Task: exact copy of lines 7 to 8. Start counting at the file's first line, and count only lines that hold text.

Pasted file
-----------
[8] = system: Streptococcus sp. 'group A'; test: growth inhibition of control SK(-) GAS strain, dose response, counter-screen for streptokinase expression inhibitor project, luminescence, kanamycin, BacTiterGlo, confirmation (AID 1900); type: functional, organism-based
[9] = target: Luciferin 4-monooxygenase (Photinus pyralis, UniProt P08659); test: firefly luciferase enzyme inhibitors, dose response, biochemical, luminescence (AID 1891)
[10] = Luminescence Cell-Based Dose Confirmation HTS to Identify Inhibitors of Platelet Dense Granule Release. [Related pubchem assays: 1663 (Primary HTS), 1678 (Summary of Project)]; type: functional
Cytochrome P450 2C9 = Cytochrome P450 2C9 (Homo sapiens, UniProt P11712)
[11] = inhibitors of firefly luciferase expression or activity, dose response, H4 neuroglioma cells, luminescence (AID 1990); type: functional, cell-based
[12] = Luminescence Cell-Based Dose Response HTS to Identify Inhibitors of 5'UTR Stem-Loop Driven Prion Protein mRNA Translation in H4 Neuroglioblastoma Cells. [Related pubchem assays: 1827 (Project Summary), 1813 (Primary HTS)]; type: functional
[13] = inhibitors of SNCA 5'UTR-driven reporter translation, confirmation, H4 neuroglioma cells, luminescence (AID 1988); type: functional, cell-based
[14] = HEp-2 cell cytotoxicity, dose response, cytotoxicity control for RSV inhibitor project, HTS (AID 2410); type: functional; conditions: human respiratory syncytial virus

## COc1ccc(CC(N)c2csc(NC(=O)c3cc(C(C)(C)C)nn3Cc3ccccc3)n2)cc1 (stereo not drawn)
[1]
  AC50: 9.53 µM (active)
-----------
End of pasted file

[13] = inhibitors of SNCA 5'UTR-driven reporter translation, confirmation, H4 neuroglioma cells, luminescence (AID 1988); type: functional, cell-based
[14] = HEp-2 cell cytotoxicity, dose response, cytotoxicity control for RSV inhibitor project, HTS (AID 2410); type: functional; conditions: human respiratory syncytial virus